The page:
Once a customer has had a successful buying experience with you or your business associates, they are a prime candidate for becoming a life-long client – people who turn to you whether they’re buying or not.
Too many business owners operate on a transaction-by-transaction basis. Think about it: a real estate agent, for example, is going to focus on the next hot lead because that’s where the income is. This is the same for many other professionals as well.
The buyer of a life insurance policy is too often viewed as a one-time transaction, when in fact these happy customers can easily become part of an ever-expanding client base. Instead of the insurance guy who sold a term-life policy, you can become the client’s insurance adviser. I can hear the howls of protest at that comment but orphan policyholder statistics bear me out.
Once a customer has had a successful buying experience with you or your business associates, they become a prime candidate for becoming a life-long client – people who turn to you whether they’re buying or not.
And you’re there to answer their questions and help them make critical decisions because you are their professional. This kind of stickiness is essential to building a client base.
So, how do you turn a single transaction into a life-long professional (and friendly) business relationship? Here are some suggestions.
- Act quickly
After a successful experience with you or your business, that buyer is an ideal life-long client candidate. Instead of viewing prospects as transactions, view them as potential repeat buyers – people with whom you maintain contact even when they aren’t buying a new policy or looking for a new investment.
Follow them up within 30 days to make sure they don’t have any unanswered questions.
- Ask questions, be helpful
Don’t sell. Help.
Let’s say a new prospect calls looking for car insurance. You can say, 'I don’t sell car insurance' or treat that customer as a one-off enquiry or you can start asking questions to define other exposures to risk and then make a recommendation to an associate you trust. Most people don’t know what they don’t know, but as their financial authority – their expert – they turn to you with all of their business-related questions.
And you’ve converted a single transaction into a life-long centre of influence.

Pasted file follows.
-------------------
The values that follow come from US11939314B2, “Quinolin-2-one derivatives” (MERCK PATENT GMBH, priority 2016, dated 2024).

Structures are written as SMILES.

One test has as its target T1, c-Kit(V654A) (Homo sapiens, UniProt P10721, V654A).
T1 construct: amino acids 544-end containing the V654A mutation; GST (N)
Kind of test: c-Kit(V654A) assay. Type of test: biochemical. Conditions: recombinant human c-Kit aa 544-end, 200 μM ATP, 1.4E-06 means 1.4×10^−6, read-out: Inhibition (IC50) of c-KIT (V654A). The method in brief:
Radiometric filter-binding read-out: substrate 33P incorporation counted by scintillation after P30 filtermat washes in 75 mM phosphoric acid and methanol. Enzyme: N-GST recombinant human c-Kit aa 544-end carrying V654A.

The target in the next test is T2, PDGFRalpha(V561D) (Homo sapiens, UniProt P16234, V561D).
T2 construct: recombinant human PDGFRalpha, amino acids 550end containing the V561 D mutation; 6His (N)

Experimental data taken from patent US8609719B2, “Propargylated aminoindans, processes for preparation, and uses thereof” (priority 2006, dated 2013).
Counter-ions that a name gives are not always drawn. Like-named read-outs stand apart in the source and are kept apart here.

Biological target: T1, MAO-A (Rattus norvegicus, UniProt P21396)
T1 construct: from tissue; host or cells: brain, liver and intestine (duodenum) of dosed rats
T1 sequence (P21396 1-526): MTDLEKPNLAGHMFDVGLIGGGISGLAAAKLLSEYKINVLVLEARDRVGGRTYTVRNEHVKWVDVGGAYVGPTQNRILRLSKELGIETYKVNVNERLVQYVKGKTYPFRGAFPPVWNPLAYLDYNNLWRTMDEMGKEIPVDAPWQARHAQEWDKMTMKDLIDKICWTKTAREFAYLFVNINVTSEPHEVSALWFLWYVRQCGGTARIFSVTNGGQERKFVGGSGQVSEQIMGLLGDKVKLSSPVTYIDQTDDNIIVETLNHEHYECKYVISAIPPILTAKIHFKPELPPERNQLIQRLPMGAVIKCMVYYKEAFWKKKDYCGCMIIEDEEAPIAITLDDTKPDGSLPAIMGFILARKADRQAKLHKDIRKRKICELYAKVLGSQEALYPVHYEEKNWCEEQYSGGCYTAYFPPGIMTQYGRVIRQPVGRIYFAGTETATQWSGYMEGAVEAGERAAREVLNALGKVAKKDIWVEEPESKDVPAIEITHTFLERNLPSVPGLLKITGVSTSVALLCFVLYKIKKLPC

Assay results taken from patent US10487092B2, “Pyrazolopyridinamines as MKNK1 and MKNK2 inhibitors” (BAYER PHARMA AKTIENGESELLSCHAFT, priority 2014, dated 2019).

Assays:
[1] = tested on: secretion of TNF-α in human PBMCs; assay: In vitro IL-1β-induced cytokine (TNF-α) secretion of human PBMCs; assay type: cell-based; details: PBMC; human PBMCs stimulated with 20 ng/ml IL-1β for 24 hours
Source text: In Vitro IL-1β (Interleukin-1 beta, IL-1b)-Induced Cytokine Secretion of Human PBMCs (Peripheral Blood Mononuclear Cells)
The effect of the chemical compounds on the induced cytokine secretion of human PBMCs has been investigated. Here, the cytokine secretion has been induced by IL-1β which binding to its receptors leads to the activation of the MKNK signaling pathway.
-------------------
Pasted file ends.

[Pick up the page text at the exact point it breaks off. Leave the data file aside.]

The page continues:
- Contact regularly
Provide useful information.
You can use brochures, postcards, video updates and other media; you can use a website, a seminar, a webinar or even a podcast. The ways to stay in touch grow with the introduction of each new technology.
Develop a series of customer groups. Some customers want to buy superannuation. Some want to buy an investment. Some may even want to invest in commercial real estate. Send information relevant to that group and the needs of the members.
- Build your authority
Contact the local media and pitch story ideas. Newspapers and print media are often looking for content that you can provide. I wrote a weekly column in a capital city Sunday paper for some time. If your offer fails, create your own blog.
Example? You’re a financial adviser. So, each week, you write 'The Nest Egg' – a column or blog that provides impartial, unbiased information to prospects. This builds your credibility and builds you as a brand. “Hey, I read your article every week!” That person will become a client, not just a customer.
- Maintain your reputation
Your reputation is something that has real value. You’re honest. You provide good advice. You put the needs of the client before your own needs.
Your reputation precedes you. Customers know who you are. They know through a personal referral from a friend that you’re a straight shooter. Your reputation is one of the best selling tools you have. Protect it at all costs.
Always put the needs of your clients ahead of your own needs. They’ll appreciate it and you’ll convert one-time transactional customers into life-long clients and advocates, expanding your client base each day.
- Show you’re a good corporate citizen
Sponsor a local sports team. Organise a blood bank drive. Participate in community activities. Join civic groups. Stand for your local council. All of these are means of representing your business as a good member of the community.
You’ll get a lot more business this way than you will through advertising in the local newspaper.
- Give it away
Offer classes through a local adult education program. One friend, an investment adviser, teaches investment basics. The class is free and it’s always filled. And each semester, that adviser picks up a few new clients who now use her as their financial adviser.
Michael Harrison is the independent chairman of Synchron and is a business growth strategist
Other articles written by Mr Harrison can be found here:
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